Easy ways to locate haunted places for ghost hunts
Searching for haunted places?
Here are things to look for:
Electrical interference. You may hear reports of a car radio not working, or picking up a weird signal. People may complain about their cellphones not working there. Or, your own electrical equipment--including your digital cameras and other tools--may stop working in that location.
A 'creepy feeling' is how many timid people describe a haunted place. They don't want to sound stupid or crazy, so that's all they'll admit to.
Orbs or other anomalies in photos. Orbs in photographs are often the first indication that a site is haunted. See How to take ghost photos for more information.
Cold spots are odd, usually small areas where the temperature drops 15 or more degrees below ambient temperatures. Most 'cold spots' are a foot or two tall, wide, and deep, but sometimes an entire room can be inexplicably cold. Cold spots are rare, but almost always indicate a haunting.
Haunted places are generally easier to locate than you may expect. Here are my best recommendations:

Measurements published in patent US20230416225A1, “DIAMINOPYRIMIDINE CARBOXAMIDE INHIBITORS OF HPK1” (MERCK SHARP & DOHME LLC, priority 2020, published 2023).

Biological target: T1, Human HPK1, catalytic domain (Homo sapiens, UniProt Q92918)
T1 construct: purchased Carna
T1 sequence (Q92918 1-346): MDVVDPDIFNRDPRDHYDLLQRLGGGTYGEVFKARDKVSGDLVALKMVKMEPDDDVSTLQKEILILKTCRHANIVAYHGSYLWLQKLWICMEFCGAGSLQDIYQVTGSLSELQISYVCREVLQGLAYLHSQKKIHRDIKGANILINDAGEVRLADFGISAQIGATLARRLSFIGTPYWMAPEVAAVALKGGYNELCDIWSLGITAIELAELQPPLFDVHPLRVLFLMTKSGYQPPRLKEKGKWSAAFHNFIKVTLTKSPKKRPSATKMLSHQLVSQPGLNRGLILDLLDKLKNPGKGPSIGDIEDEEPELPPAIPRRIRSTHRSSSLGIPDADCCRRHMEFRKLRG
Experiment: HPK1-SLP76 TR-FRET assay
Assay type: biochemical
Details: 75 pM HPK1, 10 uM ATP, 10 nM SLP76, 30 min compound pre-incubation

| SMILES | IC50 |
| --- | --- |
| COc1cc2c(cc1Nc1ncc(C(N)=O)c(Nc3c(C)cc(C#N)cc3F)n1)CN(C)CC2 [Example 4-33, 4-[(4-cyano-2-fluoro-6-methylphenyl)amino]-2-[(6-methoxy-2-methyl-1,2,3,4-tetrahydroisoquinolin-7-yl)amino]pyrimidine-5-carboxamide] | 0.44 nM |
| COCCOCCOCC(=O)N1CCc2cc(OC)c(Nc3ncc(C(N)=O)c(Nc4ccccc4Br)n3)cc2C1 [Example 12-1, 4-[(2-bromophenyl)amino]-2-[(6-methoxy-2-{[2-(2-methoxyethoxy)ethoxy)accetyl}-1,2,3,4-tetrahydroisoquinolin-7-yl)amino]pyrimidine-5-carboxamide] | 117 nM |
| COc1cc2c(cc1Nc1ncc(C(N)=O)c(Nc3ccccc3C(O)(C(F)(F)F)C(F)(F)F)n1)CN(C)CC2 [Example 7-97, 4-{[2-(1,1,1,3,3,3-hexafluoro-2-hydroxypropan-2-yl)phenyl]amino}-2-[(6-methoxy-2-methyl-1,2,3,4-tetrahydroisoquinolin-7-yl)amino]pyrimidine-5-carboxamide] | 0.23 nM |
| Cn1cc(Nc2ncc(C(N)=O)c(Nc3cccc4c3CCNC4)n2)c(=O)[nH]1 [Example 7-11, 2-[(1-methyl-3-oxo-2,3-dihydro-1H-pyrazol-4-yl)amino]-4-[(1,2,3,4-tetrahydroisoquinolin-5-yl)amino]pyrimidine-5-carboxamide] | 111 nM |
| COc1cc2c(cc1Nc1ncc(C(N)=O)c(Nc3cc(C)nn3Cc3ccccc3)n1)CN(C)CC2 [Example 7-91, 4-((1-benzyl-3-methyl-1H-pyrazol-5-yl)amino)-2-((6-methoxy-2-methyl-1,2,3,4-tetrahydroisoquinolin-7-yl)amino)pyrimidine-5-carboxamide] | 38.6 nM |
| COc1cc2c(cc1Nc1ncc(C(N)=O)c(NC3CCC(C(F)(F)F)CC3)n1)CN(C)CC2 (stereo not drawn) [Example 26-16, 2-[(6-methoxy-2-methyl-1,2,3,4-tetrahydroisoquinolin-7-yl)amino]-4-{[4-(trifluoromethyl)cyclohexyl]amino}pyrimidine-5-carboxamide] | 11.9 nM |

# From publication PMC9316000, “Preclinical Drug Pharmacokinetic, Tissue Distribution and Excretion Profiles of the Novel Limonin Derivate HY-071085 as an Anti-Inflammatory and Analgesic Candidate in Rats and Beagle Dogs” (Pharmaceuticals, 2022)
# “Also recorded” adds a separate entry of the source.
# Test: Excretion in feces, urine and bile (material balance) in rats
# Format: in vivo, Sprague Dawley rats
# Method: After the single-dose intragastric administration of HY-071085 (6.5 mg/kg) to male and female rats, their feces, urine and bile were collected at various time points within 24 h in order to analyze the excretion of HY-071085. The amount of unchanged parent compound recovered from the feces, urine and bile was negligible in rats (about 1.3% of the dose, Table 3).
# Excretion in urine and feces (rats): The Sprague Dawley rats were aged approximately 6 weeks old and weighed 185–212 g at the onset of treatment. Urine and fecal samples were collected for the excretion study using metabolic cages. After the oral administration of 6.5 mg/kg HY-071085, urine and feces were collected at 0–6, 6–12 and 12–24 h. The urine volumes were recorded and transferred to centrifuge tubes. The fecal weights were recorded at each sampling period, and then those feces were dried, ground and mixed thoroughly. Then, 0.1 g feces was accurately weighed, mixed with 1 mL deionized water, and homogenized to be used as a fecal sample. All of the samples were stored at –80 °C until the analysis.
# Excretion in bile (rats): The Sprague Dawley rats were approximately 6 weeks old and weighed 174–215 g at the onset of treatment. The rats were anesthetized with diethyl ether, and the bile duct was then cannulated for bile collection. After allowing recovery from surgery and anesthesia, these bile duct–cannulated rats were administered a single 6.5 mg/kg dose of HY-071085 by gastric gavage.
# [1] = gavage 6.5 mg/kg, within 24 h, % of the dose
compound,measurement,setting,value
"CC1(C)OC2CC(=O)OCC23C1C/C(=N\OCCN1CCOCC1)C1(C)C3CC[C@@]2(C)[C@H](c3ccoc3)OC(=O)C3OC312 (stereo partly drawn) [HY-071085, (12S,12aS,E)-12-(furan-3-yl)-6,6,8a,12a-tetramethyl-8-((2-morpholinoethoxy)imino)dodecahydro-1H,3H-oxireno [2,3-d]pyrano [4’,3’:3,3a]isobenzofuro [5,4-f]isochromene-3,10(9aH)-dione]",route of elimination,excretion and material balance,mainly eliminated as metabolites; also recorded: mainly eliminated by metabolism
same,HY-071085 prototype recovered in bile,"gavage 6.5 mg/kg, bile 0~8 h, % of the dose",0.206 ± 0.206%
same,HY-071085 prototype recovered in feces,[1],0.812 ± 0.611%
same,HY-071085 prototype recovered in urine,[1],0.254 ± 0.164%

1. Start with local folklore. Almost every town has a ghost story or two. If you're new to an area or haven't heard local ghost tales, ask. The public library may have books about hauntings in your area.
2. Check ghost websites. The Shadowlands: Ghosts & Hauntings lists thousands of ghost reports, free of charge. Many of these are rumors, urban legends, and unreliable folklore, but they're a fine place to start. We have a much smaller list of haunted sites at Hollow Hill.
3. Read the Halloween issues of regional newspapers. Most town papers run articles about local haunts during Halloween week.
4. Search Google News for the word 'ghosts' plus the name of your town. Also, at Hollow Hill - News: Ghosts and Hauntings, we summarize the best ghost headlines weekly, and our information may include earlier reports than what's cached at news sites.
5. Ask people. You'll be surprised at how many people have a good ghost story to share. The police are often the best resource; they know what's a hoax or a prank, and what's unexplained.
6. Visit classic sites for hauntings. Most older cemeteries have ghost stories. Battlefields are 'sure things' for hauntings. Almost every college has ghosts. Theatres--the kinds with stage plays--usually have at least two ghosts; one is a stagehand, and the other is a mysterious visitor who watches rehearsals from the back of the hall.
7. Follow your 'gut feeling'. Is there a location that's intrigued you, and feels 'haunted' to you? If it's open to the public, check it out. That's how we discover unreported haunted sites at Hollow Hill.
This website is maintained (and copyrighted) by Eibhlin Morey MacIntosh, a contributing researcher for Hollow Hill